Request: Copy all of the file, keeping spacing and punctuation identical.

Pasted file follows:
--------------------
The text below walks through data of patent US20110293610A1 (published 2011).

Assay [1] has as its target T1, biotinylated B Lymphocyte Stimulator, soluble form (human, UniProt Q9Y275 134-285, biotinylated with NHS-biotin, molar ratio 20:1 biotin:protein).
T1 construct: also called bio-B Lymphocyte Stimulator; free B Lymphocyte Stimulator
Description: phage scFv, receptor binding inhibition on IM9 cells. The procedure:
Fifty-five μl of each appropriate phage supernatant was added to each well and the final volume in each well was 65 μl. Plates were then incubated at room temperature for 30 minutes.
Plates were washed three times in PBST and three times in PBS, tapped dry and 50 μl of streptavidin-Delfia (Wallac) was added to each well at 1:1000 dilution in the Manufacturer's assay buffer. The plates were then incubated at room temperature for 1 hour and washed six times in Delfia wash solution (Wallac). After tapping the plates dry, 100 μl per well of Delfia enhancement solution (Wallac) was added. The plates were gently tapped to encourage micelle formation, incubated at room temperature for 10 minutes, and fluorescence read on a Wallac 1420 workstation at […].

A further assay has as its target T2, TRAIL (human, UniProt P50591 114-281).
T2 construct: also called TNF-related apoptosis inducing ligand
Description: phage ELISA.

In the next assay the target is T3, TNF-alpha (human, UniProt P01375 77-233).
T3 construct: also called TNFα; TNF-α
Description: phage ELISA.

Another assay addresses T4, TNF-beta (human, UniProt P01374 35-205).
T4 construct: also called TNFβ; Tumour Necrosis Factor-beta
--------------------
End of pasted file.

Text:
The text below walks through data of patent US20110293610A1 (published 2011).

Assay [1] has as its target T1, biotinylated B Lymphocyte Stimulator, soluble form (human, UniProt Q9Y275 134-285, biotinylated with NHS-biotin, molar ratio 20:1 biotin:protein).
T1 construct: also called bio-B Lymphocyte Stimulator; free B Lymphocyte Stimulator
Description: phage scFv, receptor binding inhibition on IM9 cells. The procedure:
Fifty-five μl of each appropriate phage supernatant was added to each well and the final volume in each well was 65 μl. Plates were then incubated at room temperature for 30 minutes.
Plates were washed three times in PBST and three times in PBS, tapped dry and 50 μl of streptavidin-Delfia (Wallac) was added to each well at 1:1000 dilution in the Manufacturer's assay buffer. The plates were then incubated at room temperature for 1 hour and washed six times in Delfia wash solution (Wallac). After tapping the plates dry, 100 μl per well of Delfia enhancement solution (Wallac) was added. The plates were gently tapped to encourage micelle formation, incubated at room temperature for 10 minutes, and fluorescence read on a Wallac 1420 workstation at […].

A further assay has as its target T2, TRAIL (human, UniProt P50591 114-281).
T2 construct: also called TNF-related apoptosis inducing ligand
Description: phage ELISA.

In the next assay the target is T3, TNF-alpha (human, UniProt P01375 77-233).
T3 construct: also called TNFα; TNF-α
Description: phage ELISA.

Another assay addresses T4, TNF-beta (human, UniProt P01374 35-205).
T4 construct: also called TNFβ; Tumour Necrosis Factor-beta